Staff at Teddington’s National Physical Laboratory (NPL) may go on strike after they were refused a pay rise.

Prospect, the union representing specialists at the Hampton Road laboratory, is to hold a vote on industrial action after members were told by operating company Serco they were being offered a “pay pause”.

Earlier this year, it was announced 24 jobs would be axed at NPL amid cuts by the Department for Business, Innovation and Skills, the major customer of the labs.

Twickenham MP Vince Cable held a parliamentary debate to oppose the cuts after it was originally feared up to 60 jobs could go - but in the end less than a third of the 24 job losses were compulsory.

Dr Cable said: “In view of the size of cuts taking place in the department it was unlikely that NPL would escape.

“However, by raising awareness of the important work done by NPL, and the need for early consultation, we hope that bigger cuts will be avoided in the future.”

Prospect negotiations officer Bob King criticised Serco - which is said to be valued at £2.7bn and recently announced record profits up 34 per cent to £194.7m - for not attempting to stop the redundancies.

Mr King said: “Quite frankly, the diminishing commitment shown by Serco to the future of NPL is causing grave concern. It made no effort to try and stop the recent redundancies, which saw the loss of highly skilled staff and left remaining staff demoralised and fearful over the laboratory’s future.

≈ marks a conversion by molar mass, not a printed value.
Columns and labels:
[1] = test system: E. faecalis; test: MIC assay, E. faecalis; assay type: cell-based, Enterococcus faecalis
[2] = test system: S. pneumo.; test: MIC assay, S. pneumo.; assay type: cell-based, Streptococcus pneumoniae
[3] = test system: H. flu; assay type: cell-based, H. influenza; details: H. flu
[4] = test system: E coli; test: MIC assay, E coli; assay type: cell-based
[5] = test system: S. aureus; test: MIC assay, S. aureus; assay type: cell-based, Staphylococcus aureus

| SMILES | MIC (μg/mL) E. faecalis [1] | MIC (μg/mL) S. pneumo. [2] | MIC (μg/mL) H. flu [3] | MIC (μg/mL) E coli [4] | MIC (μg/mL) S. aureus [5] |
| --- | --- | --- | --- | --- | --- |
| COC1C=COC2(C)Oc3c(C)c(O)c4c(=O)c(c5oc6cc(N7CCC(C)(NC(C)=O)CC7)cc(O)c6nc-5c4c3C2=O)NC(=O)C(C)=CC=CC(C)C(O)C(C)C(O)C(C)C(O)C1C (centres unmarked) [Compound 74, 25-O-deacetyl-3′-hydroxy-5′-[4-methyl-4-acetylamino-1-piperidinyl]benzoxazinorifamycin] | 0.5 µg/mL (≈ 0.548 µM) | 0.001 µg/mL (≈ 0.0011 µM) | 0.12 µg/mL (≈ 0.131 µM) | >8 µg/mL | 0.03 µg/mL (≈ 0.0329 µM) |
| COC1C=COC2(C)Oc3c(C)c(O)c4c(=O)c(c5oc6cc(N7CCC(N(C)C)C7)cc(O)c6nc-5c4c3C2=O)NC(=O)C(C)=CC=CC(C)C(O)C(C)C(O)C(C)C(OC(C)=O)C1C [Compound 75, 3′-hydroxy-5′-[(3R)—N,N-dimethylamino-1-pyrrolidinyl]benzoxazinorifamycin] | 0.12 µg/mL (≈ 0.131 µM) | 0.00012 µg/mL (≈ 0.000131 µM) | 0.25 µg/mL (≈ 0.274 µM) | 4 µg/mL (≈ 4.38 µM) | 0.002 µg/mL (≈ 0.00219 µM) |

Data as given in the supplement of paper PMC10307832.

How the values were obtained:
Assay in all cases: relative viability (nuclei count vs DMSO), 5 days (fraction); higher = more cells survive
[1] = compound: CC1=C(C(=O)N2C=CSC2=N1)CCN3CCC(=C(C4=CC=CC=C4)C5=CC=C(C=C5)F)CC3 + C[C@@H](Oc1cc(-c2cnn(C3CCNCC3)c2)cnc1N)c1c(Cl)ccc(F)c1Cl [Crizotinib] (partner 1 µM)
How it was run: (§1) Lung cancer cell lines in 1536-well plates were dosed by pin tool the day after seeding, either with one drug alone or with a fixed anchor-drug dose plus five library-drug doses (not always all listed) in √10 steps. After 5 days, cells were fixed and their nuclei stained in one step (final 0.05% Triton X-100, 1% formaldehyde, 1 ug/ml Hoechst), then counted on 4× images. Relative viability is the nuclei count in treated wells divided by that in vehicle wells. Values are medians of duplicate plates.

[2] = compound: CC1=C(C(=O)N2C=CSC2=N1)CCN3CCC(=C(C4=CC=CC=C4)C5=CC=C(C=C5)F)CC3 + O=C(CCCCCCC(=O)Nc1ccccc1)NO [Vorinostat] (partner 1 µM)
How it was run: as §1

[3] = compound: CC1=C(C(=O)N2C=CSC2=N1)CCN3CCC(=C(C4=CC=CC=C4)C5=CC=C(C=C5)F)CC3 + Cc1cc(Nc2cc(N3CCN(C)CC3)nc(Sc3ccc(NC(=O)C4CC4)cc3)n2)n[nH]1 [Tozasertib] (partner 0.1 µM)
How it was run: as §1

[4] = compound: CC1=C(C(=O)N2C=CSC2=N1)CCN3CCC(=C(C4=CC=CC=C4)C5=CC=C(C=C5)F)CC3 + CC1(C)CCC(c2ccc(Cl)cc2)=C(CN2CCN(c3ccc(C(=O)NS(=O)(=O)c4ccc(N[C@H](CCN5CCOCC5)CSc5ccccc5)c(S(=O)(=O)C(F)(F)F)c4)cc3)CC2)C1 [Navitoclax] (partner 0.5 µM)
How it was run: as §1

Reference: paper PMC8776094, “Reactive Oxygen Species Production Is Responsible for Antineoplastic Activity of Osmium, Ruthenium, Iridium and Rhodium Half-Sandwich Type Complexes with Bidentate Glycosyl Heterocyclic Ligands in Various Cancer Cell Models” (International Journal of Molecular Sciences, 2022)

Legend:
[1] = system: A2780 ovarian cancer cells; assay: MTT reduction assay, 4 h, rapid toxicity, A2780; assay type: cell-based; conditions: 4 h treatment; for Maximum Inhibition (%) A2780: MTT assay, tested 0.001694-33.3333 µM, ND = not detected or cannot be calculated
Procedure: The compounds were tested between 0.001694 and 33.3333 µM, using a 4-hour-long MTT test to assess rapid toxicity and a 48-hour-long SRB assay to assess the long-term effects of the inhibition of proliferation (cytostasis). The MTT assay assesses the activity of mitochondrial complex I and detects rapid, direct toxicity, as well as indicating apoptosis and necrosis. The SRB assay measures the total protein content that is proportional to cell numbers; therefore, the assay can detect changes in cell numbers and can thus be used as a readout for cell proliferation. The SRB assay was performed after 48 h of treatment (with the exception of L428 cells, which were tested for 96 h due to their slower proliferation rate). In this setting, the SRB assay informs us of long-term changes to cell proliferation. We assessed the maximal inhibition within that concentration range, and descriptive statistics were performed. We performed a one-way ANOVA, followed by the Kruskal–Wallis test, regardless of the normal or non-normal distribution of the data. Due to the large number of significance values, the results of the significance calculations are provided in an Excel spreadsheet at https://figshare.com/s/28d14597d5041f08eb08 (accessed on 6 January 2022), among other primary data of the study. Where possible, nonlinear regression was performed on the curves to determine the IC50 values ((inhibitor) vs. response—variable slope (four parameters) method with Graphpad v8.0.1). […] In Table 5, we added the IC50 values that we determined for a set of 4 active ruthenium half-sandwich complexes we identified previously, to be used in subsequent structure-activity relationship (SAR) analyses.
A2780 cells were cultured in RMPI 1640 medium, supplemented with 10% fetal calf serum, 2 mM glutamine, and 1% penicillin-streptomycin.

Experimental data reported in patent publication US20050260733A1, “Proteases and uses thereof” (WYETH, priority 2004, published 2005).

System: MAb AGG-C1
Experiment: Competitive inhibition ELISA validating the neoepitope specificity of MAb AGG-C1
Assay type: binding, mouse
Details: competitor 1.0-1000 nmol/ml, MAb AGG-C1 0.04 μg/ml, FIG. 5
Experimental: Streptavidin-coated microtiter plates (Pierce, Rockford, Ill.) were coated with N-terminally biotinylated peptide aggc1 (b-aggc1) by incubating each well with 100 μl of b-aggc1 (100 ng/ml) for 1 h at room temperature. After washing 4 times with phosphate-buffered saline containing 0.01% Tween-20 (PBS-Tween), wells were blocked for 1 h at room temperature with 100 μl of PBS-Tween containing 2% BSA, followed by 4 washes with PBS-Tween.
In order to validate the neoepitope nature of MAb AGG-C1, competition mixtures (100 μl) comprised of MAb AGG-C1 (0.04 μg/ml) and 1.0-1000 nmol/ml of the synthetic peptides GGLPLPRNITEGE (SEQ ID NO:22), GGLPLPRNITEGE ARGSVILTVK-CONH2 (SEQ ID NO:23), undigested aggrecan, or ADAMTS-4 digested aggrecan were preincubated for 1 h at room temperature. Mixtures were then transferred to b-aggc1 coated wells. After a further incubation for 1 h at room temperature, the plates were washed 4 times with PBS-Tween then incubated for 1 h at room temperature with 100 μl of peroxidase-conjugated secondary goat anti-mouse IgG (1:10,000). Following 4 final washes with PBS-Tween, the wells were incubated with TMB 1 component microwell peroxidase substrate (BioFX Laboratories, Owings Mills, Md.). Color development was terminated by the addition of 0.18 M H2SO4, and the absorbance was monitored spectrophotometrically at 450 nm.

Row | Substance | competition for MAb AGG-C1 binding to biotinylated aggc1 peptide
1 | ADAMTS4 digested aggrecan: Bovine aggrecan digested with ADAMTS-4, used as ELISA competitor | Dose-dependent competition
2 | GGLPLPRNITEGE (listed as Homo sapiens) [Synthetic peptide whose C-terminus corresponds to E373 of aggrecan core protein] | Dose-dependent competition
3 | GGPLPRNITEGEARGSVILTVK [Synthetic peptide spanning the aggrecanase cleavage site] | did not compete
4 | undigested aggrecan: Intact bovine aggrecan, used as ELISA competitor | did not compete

“Added to a slow dilution of time and attention shown to NPL by the Serco hierarchy, employees are faced with a ‘pay pause’ despite increased living costs of around 3.7 per cent and at a time when the parent company is enjoying massive profits.

“To axe jobs and then hit the salaries of those left will further undermine confidence and see more people rush for the door.

“If Serco persists with this pay freeze it will make a mockery of promises they made after securing the management contract in 2003.

“We look to Serco and the NPL board to think again about their staff and come up with a sensible response to genuine concerns.”

An NPL spokeswoman said: “Like all parts of the public sector, the National Physical Laboratory has to keep its costs under constant review, particularly in the face of enormous pressure on public finances.

“We have been subject to government cuts and had to make a small number of redundancies.

“We are in ongoing discussions with staff and the union on a number of related issues, including pay and the potential for an award recognising good performance, and hope to find a way forward that avoids the need for any form of industrial action.”